Intellectual Property, Information Technology & Cybersecurity
When the Jacket Fits but the Copyright Registration (Maybe) Doesn't: Ninth Circuit Clarifies Requirement to Determine Validity of Knowingly Filed Incorrect Copyright Registration
The Ninth Circuit recently decided a copyright infringement case that pitted fabric designer Unicolors against clothing retail giant H&M regarding an artwork design that H&M used on a jacket and skirt in its fall 2015 collection. The dispute involved one fabric design in a copyright registration containing 31 designs as a “single-unit registration.” In Unicolors, Inc. vs. H&M Hennes & Mauritz, L.P., No. 18-56253, 2020 WL 2781317 (9th Cir. May 29, 2020), the Ninth Circuit reversed the denial of H&M’s renewed motion for judgment as a matter of law after a jury trial for Unicolors and remanded to the district court with instructions to submit a request to the Register of Copyrights to determine the validity of Unicolors’ copyright registration in light of known inaccuracies. The Ninth Circuit reaffirmed or newly held three significant rules regarding the threshold issue of a copyright registration’s validity:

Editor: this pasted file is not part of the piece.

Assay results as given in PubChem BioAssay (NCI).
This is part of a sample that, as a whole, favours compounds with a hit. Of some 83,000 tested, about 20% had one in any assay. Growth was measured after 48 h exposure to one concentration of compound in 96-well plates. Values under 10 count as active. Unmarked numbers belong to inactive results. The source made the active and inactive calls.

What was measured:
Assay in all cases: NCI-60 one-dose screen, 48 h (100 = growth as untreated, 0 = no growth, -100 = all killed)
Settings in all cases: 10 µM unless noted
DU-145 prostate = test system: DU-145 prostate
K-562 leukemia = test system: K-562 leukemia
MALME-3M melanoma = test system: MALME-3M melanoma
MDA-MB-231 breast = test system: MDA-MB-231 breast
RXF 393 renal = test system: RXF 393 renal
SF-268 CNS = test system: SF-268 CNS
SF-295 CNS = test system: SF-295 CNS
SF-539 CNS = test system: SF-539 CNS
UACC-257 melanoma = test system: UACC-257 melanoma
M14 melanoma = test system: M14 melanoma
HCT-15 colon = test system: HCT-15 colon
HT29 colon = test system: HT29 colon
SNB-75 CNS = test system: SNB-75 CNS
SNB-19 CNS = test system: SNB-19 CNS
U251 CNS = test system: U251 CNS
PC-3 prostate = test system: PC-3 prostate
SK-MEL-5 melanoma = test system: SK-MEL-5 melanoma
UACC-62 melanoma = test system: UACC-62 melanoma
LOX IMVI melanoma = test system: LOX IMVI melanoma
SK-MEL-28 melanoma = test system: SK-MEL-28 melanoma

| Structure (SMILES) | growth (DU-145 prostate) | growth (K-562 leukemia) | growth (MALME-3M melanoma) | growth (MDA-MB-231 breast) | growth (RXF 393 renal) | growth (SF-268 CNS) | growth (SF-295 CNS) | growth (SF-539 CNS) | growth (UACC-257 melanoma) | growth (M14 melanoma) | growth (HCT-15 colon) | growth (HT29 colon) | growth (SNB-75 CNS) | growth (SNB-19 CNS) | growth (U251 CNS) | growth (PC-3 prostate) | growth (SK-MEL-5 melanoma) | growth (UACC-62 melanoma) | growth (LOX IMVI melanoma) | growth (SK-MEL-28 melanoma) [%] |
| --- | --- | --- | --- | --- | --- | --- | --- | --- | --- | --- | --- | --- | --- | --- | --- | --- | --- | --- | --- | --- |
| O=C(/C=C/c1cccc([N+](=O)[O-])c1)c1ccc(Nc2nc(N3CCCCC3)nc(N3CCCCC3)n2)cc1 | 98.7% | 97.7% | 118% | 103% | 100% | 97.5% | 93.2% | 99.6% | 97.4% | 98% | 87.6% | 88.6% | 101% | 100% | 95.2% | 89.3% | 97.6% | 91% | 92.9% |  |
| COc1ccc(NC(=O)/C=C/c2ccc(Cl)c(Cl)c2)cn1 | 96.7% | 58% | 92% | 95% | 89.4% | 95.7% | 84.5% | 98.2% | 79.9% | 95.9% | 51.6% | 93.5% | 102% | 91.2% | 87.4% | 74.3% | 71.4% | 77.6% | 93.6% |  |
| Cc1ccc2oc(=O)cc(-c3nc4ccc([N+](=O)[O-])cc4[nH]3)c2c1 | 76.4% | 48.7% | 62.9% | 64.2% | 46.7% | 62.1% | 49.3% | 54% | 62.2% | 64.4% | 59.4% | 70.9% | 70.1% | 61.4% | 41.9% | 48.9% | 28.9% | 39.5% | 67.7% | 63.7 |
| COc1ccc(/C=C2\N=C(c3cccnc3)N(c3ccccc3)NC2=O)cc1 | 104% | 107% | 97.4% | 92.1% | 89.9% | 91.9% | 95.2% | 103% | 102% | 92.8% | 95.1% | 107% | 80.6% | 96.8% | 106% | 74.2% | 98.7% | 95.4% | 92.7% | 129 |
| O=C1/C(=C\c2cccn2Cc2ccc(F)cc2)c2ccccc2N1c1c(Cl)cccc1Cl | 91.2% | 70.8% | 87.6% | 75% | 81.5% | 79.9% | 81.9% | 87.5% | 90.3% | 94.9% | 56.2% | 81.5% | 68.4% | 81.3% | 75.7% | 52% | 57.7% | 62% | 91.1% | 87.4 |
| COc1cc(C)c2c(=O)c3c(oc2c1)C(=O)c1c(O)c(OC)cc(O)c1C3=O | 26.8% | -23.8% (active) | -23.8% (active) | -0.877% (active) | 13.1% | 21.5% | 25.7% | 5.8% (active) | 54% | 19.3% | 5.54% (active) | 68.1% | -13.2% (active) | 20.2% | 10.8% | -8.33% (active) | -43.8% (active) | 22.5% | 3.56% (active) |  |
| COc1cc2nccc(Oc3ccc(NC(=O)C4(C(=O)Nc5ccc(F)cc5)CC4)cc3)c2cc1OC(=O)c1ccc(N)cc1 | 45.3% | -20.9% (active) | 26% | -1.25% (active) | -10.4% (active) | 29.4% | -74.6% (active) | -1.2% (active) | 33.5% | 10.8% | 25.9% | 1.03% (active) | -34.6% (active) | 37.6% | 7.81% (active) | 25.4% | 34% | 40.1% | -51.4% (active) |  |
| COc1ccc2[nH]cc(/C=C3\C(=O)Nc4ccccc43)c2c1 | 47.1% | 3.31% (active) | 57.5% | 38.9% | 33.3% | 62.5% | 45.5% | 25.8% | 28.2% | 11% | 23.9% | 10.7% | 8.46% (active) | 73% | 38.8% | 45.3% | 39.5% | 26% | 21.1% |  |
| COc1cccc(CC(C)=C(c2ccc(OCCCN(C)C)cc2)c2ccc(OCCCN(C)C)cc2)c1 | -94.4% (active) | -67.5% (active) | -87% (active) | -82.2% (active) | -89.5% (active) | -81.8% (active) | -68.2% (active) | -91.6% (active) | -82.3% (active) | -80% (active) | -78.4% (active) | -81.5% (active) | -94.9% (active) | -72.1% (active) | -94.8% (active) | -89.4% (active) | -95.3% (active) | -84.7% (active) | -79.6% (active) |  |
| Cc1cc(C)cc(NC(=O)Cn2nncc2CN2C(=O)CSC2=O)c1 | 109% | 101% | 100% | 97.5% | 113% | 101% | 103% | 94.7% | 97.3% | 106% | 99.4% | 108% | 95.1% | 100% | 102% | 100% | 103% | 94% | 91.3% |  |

if a copyright holder knowingly submits inaccurate information and the copyright certificate contains those inaccuracies, the district court cannot by itself determine whether the Register of Copyrights would have refused registration, but must first submit a request to the Register to advise the court on whether the inaccurate information, if known by the Office, would have caused it to refuse a copyright registration;
copyright registration invalidation does not require a showing that the plaintiff/registrant intended to defraud the Copyright Office; and
“a collection of works does not qualify as a ‘single unit of publication’ unless all individual works of the collection were first published as a singular, bundled unit” (i.e. sold or available to the public at the same time) – in keeping with longstanding Office practices.